History

 


Murry & Leonie Guggenheim Cottage A Beaux-Arts Summer Residence

Murry and Leonie Guggenheim

Murry Guggenheim (1858-1939) was the third  son of Meyer Guggenheim, a Swiss-born Jewish immigrant who came to America in 1848, and his wife, Barbara Meyers Guggenheim. Meyer and Barbara Guggenheim had ten surviving children, seven sons and three daughters.

Murry Guggenheim was sent to Switzerland as a young man to study embroidery and lace manufacture. He then joined the family lace and embroidery import business. In 1881 Meyer Guggenheim became involved in mining and smelting. The family moved to New York City where Murry handled and sold  metals for M. Guggenheim's Sons. Eventually Murry became chairman of the finance committee of American Smelting and Refining, a director of Kennecott Copper and, after the death of his brother Daniel,  presided over the Guggenheim nitrate monopoly in Chile. Following a long tradition, he donated part of his wealth to worthy causes. Murry took a very personal interest in his main philanthropy: the Murry and Leonie Guggenheim Dental Clinic for New York City schoolchildren. He also donated the central display greenhouse to the New York Botanical Gardens.

In 1887 Murry Guggenheim married Leonie Bernheim, member of a prominent Alsatian Jewish family, whom he had met on a business trip to Switzerland. By all accounts theirs was a very happy marriage. They had two children, a son, Edmond and a daughter, Lucille.

The Guggenheim Mansion

Like his brothers, Murry decided to build a summer home in the Elberon, New Jersey area. He bought a site in what is now West Long Branch in 1903 and engaged the New York firm of M. Carrere and Thomas Hastings to design his summer cottage.The architects were awarded the gold medal of the New York Chapter of the American Institute of Architects for 1903 for the design of the building. Thomas Hastings and John Melvin Carrere had also designed the New York Public Library at Fifth Avenue and 42nd Street. They were among the foremost American exponents of the Beaux Arts style in architecture.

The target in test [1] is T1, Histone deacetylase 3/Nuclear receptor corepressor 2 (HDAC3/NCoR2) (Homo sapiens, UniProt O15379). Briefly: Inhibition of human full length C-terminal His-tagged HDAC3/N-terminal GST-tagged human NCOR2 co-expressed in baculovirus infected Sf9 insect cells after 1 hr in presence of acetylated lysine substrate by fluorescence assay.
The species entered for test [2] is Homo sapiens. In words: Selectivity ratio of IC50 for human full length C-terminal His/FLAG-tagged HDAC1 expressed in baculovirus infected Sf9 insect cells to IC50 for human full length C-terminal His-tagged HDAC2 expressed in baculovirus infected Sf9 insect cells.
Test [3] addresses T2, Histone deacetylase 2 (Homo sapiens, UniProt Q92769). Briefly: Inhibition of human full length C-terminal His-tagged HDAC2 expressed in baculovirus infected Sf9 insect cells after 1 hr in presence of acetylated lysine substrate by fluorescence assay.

The building, completed in 1905, was intended exclusively for summer use. It is built in the dignified neoclassical idiom typical of the Ecole des Beaux Arts but the general effect is lightened by a white stucco exterior, wide arcades curving out from the east and west sides of the buildings, and a predominantly white interior. The ceilings on the first floor are lofty and numerous floor-to-ceiling doors and windows allow summer breezes to cool the rooms. The billiard room and the living room are paneled in chestnut and walnut respectively. A marble floored central corridor provides access to all the rooms on the first floor. Photographs of the cottage interior in its days as a residence show that it was decorated with restrained good taste rather than extravagance. 

Guggenheim Cottage Donated to Monmouth College

Murry Guggenheim died on November 15, 1939, but Leonie continued to spend summers at West Long Branch. After her death in 1959 the estate became the property of the Murry and Leonie Guggenheim Foundation. The Foundation first offered the estate to the Monmouth Medical Center. The offer aroused a great deal of opposition from local residents who stated that they would prefer the estate to be donated to Monmouth College. The Guggenheim Foundation officially conveyed the estate to Monmouth College on September 9, 1960. After some modifications designed to convert the summer cottage into a college library,  the Murry and Leonie Guggenheim Memorial Library was dedicated on September 24, 1961.

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